Wednesday, December 17, 2008

How to write an InfoWorld article

While browsing Hacker News I came across a submission that read like a press release, but was presented as a story. It didn't take much searching to find the associated press release.

Here's a breakdown of the original article (in blue) and the similar text from the press release (in red).

SensAble Technologies, provider of haptic devices, applications, and toolkits, is offering OpenHaptics 3.0, a software development kit to simplify touch-enabling of computer applications.

SensAble Technologies, the leading provider of haptic devices, applications and toolkits, announced the immediate availability of OpenHaptics® version 3.0, a software development toolkit that dramatically simplifies and speeds the touch-enabling of computer applications.

New categories of developers such as scientists and simulation and training providers can add a sense of touch to their applications, the company said. The product works with SensAble Phantom force-feedback haptic devices, which simulate, for example, the feeling of tissues in a human body by pushing back on a user's hand.

SensAble’s enhanced toolkit opens the door to entirely new categories of developers, such as scientists and simulation and training providers, who want to add a realistic sense of touch to their applications, but lack the years of advanced programming and haptics expertise previously required to do so.

The upgraded kit features the QuickHaptics micro API, enabling users with a basic familiarity of C++ to add kinesthetic feedback to what is seen or heard on a computer screen.

Designed to work with SensAble’s PHANTOM® force-feedback haptic devices, the release includes the new QuickHaptics™ micro API, which enables any professional with even passing familiarity with C++ to quickly and easily add kinesthetic feedback to what users see and/or hear on a computer screen.

(Earlier this year, Samsung launched a haptic cell phone.)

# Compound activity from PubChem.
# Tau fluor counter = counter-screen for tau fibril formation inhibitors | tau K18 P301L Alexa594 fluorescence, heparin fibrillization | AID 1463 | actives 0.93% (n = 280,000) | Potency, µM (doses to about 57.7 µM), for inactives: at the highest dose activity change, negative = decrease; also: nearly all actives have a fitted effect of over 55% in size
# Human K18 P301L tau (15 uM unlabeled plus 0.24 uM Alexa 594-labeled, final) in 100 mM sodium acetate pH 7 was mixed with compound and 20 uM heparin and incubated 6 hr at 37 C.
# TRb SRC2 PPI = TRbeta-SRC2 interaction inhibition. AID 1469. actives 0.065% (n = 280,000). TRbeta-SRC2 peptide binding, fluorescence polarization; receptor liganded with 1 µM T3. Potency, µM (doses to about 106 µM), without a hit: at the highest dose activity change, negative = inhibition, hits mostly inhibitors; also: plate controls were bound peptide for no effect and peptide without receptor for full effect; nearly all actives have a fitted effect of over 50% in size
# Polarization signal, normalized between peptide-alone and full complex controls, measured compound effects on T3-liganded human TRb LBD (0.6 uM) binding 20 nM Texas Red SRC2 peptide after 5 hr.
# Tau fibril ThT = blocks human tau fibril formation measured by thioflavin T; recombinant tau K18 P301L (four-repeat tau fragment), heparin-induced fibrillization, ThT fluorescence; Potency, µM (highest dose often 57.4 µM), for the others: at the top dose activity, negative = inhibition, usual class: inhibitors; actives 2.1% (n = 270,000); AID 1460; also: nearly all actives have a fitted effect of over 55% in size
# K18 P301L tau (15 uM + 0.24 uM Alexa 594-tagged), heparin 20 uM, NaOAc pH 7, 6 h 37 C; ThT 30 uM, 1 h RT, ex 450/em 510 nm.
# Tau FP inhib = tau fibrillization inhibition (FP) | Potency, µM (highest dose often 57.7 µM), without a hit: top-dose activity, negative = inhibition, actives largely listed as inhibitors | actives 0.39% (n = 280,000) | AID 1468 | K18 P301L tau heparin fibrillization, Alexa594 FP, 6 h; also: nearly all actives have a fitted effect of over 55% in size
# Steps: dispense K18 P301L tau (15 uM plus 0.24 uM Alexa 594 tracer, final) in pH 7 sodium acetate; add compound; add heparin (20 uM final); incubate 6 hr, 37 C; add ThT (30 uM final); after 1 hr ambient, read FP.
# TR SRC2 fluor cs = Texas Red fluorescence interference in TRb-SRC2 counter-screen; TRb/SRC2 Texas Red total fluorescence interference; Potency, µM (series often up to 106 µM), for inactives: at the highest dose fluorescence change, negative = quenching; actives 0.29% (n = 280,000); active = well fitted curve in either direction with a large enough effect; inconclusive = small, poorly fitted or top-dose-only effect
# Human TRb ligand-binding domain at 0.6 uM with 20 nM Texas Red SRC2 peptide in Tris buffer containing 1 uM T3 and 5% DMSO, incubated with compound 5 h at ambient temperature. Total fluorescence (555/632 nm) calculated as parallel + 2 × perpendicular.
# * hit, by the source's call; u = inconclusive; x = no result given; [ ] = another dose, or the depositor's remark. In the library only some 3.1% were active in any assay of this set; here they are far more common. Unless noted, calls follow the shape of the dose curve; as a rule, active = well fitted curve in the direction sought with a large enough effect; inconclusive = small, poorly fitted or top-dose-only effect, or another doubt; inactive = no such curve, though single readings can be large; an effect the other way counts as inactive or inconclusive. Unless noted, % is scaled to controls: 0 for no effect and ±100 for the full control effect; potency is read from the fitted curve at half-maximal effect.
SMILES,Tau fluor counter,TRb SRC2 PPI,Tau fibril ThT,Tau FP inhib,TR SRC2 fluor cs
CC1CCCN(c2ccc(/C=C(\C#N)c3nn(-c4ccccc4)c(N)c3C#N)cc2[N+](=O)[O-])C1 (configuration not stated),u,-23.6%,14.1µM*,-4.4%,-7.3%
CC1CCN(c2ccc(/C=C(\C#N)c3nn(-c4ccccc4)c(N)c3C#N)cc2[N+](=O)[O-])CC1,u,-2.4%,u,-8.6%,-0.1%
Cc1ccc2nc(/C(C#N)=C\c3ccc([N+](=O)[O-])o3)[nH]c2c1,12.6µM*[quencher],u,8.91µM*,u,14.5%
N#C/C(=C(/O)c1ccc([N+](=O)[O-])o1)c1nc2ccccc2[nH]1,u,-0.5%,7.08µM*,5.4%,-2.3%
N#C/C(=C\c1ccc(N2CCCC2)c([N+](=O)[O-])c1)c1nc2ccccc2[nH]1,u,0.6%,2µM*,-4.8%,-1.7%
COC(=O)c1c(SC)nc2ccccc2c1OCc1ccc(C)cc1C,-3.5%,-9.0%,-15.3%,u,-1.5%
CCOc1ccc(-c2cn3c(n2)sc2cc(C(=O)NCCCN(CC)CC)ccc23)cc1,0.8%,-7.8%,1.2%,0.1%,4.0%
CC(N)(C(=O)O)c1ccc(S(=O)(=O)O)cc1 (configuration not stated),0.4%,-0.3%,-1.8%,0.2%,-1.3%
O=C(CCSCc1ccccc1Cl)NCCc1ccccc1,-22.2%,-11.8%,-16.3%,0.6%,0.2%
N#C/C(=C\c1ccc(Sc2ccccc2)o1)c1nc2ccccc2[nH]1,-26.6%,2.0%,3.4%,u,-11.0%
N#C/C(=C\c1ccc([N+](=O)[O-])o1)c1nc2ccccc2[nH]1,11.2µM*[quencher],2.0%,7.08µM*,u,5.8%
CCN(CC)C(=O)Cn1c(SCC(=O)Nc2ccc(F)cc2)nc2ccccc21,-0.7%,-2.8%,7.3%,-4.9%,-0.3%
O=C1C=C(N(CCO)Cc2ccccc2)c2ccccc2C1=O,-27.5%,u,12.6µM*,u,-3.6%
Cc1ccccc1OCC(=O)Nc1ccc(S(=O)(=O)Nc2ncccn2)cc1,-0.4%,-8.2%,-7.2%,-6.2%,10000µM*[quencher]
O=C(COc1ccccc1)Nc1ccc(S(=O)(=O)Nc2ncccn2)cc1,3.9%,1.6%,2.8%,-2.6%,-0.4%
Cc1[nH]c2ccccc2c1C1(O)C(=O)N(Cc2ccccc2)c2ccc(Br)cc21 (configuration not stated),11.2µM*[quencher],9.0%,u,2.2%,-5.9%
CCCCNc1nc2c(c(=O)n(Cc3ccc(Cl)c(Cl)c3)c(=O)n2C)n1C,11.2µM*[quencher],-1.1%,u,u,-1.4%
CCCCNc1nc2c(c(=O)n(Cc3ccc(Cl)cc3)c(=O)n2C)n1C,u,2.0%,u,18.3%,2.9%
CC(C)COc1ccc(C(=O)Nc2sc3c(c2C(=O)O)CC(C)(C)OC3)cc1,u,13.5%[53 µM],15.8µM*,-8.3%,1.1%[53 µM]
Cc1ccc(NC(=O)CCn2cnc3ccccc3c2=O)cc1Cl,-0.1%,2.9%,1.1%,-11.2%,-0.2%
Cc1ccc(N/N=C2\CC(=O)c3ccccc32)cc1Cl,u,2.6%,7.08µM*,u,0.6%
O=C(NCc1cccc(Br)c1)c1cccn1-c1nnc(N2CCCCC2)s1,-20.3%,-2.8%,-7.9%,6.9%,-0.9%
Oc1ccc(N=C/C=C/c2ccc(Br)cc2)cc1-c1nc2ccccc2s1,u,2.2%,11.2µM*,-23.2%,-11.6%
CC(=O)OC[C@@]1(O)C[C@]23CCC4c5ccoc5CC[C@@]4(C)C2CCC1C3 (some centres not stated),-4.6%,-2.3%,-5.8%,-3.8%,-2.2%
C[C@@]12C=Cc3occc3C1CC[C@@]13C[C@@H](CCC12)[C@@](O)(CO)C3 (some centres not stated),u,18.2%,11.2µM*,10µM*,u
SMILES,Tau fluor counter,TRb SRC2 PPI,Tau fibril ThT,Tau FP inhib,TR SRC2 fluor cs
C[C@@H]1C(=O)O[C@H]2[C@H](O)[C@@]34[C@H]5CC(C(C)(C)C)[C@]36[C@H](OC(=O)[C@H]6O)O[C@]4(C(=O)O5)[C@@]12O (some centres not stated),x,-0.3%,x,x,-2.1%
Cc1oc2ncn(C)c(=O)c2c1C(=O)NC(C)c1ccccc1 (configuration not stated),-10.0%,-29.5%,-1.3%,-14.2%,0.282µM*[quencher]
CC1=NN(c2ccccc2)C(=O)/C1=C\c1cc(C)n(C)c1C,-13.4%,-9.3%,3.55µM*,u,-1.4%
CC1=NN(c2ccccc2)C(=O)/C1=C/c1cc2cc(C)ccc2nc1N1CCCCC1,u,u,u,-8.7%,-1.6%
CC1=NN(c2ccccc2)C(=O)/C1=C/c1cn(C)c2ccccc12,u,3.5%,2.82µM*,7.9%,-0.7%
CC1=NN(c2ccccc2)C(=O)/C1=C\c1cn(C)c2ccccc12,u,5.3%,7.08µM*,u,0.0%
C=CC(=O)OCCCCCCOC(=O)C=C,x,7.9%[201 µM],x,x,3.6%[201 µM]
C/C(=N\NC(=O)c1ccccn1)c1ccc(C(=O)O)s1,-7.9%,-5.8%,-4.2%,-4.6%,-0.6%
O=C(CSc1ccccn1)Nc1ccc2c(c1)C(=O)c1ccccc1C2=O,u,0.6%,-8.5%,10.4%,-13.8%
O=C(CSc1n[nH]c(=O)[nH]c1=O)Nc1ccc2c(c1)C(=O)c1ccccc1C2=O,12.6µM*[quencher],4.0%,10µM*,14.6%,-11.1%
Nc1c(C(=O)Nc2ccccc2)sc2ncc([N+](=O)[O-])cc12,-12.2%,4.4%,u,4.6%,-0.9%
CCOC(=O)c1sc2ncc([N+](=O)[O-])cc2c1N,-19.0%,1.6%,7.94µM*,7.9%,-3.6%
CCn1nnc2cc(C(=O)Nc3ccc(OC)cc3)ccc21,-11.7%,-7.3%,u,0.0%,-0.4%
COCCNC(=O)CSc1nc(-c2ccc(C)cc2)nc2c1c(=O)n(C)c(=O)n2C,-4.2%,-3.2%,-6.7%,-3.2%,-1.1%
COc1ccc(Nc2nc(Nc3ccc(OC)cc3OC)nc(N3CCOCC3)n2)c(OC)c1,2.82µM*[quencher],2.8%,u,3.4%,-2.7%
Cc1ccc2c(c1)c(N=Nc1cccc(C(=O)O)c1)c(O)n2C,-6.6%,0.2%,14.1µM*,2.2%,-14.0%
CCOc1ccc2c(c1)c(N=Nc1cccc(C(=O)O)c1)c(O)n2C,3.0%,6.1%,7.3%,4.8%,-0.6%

The API streamlines three types of complex programming, including operating system-specific windowing, scene graph management, and force rendering in haptics threads, SensAble said. An application to touch and manipulate a 3-D model can be written with 8 lines of programming code instead of 300 lines, the company said.

The new QuickHaptics micro API in OpenHaptics 3.0 greatly streamlines the three distinct types of complex programming typically required when writing a haptics application: operating system-specific windowing, scene graph management, and force rendering in haptics threads. For example, with QuickHaptics, a simple application to touch and manipulate a 3D model can be written with just 8 lines of programming code – instead of 300.

For medical, scientific, and training applications, Version 3.0 supports faster addition of exceptional realism, which is a virtual environment in which users can add touch to applications.

Faster and easier addition of exceptional realism, which is vital to medical, scientific, and training applications.

As an example of how the product works, a developer with no graphics or haptics experience could use QuickHaptics to prototype a training application for veterinary students, SensAble said. The developer could import 3-D models of an animal's anatomy and assign haptic material properties allowing a trainee to use the Phantom device to feel the difference between healthy and diseased organs.

For example, a developer without any graphics or haptics experience could use QuickHaptics to prototype a training application for veterinary students. Using QuickHaptics, the developer could easily import all the necessary 3D models of an animal’s anatomy and then quickly assign haptic material properties, allowing the trainee to use the PHANTOM device to literally “feel” the differences between healthy and diseased internal organs.

"Haptics experts will find QuickHaptics to be invaluable in helping them add virtual touch to their applications in innovative ways. On the other hand, developers who have no experience with haptics programming can easily get to work and be productive quickly," said David Chen, chief technology officer of SensAble, in a statement released by the company.